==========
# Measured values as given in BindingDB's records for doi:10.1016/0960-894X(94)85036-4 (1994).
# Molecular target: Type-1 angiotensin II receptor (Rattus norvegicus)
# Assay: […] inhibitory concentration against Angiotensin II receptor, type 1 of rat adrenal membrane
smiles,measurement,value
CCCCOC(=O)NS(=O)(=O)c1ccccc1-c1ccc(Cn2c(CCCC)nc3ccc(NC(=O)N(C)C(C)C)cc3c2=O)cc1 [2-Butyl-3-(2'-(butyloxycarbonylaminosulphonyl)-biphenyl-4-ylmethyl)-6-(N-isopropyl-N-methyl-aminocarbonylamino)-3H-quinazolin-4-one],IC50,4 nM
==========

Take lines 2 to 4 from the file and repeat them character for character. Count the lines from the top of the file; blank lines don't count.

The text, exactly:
# Molecular target: Type-1 angiotensin II receptor (Rattus norvegicus)
# Assay: […] inhibitory concentration against Angiotensin II receptor, type 1 of rat adrenal membrane
smiles,measurement,value